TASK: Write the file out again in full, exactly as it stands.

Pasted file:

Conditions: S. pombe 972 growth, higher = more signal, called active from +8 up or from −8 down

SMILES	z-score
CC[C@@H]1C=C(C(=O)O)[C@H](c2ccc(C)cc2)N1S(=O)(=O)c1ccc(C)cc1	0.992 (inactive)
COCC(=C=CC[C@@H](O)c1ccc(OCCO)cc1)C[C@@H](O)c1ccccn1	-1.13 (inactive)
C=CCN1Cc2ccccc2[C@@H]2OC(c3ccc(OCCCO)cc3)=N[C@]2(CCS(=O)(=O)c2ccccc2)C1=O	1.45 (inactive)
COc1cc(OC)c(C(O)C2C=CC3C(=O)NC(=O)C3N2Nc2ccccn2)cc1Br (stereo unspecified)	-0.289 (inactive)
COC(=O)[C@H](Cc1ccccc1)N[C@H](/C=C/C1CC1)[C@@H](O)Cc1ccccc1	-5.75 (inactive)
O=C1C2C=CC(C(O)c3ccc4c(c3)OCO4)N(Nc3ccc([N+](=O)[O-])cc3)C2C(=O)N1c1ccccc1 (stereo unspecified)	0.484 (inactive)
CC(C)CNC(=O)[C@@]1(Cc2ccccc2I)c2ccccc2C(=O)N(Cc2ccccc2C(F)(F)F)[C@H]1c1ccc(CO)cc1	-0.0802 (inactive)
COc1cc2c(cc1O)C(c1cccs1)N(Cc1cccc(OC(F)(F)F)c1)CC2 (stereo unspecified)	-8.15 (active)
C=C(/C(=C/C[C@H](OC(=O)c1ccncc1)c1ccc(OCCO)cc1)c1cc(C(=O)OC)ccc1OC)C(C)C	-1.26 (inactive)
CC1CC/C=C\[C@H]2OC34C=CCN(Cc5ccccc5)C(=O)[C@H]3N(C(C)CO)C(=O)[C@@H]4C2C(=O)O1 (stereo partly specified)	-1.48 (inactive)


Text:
Conditions: S. pombe 972 growth, higher = more signal, called active from +8 up or from −8 down

SMILES	z-score
CC[C@@H]1C=C(C(=O)O)[C@H](c2ccc(C)cc2)N1S(=O)(=O)c1ccc(C)cc1	0.992 (inactive)
COCC(=C=CC[C@@H](O)c1ccc(OCCO)cc1)C[C@@H](O)c1ccccn1	-1.13 (inactive)
C=CCN1Cc2ccccc2[C@@H]2OC(c3ccc(OCCCO)cc3)=N[C@]2(CCS(=O)(=O)c2ccccc2)C1=O	1.45 (inactive)
COc1cc(OC)c(C(O)C2C=CC3C(=O)NC(=O)C3N2Nc2ccccn2)cc1Br (stereo unspecified)	-0.289 (inactive)
COC(=O)[C@H](Cc1ccccc1)N[C@H](/C=C/C1CC1)[C@@H](O)Cc1ccccc1	-5.75 (inactive)
O=C1C2C=CC(C(O)c3ccc4c(c3)OCO4)N(Nc3ccc([N+](=O)[O-])cc3)C2C(=O)N1c1ccccc1 (stereo unspecified)	0.484 (inactive)
CC(C)CNC(=O)[C@@]1(Cc2ccccc2I)c2ccccc2C(=O)N(Cc2ccccc2C(F)(F)F)[C@H]1c1ccc(CO)cc1	-0.0802 (inactive)
COc1cc2c(cc1O)C(c1cccs1)N(Cc1cccc(OC(F)(F)F)c1)CC2 (stereo unspecified)	-8.15 (active)
C=C(/C(=C/C[C@H](OC(=O)c1ccncc1)c1ccc(OCCO)cc1)c1cc(C(=O)OC)ccc1OC)C(C)C	-1.26 (inactive)
CC1CC/C=C\[C@H]2OC34C=CCN(Cc5ccccc5)C(=O)[C@H]3N(C(C)CO)C(=O)[C@@H]4C2C(=O)O1 (stereo partly specified)	-1.48 (inactive)